Saturday, April 16, 2011

Flowers that bloom in stone

I spent a while last Sunday, while at Gosport in Marion County's Washington Township, admiring this tombstone in the old cemetery, a minor masterpiece of a stone-carver's art. Look past the stone and the view is west down a draw that will lead eventually to English Creek.

The stone marks the graves of Sarah Jane (Lindsey) Wilson, who died March 13, 1873, at the age of 32; and her husband, Thomas M. Wilson, who followed her to the grave nine years later, on Feb. 10, 1882, at the age of 41. Both apparently died on the farm near Gosport where they lived.

This is the most elaborate stone of its age in the cemetery, perhaps motivated by Thomas's extreme grief after Sarah's death, but it's impossible to say now whether it was erected before or after his death. Thomas's inscription panel on the north face matches Sarah's on the south so perfectly that it almost suggests that the stone was completed in a stonecarver's yard, then brought to Gosport complete.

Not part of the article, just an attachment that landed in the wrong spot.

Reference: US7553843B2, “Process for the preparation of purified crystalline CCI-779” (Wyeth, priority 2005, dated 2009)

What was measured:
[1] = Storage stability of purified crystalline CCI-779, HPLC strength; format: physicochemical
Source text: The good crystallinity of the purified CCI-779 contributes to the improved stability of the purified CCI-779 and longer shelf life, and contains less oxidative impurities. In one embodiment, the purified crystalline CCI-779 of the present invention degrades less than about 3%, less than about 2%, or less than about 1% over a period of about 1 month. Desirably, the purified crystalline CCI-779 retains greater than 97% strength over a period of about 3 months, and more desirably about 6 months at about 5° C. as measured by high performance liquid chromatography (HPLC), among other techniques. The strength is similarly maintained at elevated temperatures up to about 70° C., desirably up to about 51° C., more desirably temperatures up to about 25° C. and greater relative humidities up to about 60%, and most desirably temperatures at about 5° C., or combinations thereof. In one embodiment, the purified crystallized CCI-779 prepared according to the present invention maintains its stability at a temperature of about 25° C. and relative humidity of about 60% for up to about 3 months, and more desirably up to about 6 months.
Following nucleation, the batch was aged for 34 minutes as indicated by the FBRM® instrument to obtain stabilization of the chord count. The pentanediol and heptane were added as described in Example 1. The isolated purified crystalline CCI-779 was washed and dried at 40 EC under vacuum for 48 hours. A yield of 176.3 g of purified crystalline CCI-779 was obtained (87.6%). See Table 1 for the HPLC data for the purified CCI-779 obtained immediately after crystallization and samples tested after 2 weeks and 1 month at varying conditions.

The panel on the west face (left) contains the traditional symbol of clasped hands, signifying  fidelity even in death. Thomas was a veteran of the Civil War and the couple married during 1867, a couple of years after his discharge. They had three children, Levi, Mary Celestia and Martha Adella. Martha was born March 2, 1873, suggesting that her mother's death a few days later was related to her birth.

The panel on the south face of the stone contains Sarah's inscription and an identical panel on the north face, Thomas's inscription.

Although slightly weathered, the stone is in remarkably good repair after more than 120 years, a testament to the quality of the marble used in its creation. And the flowers that bloom in the stone really are remarkable.

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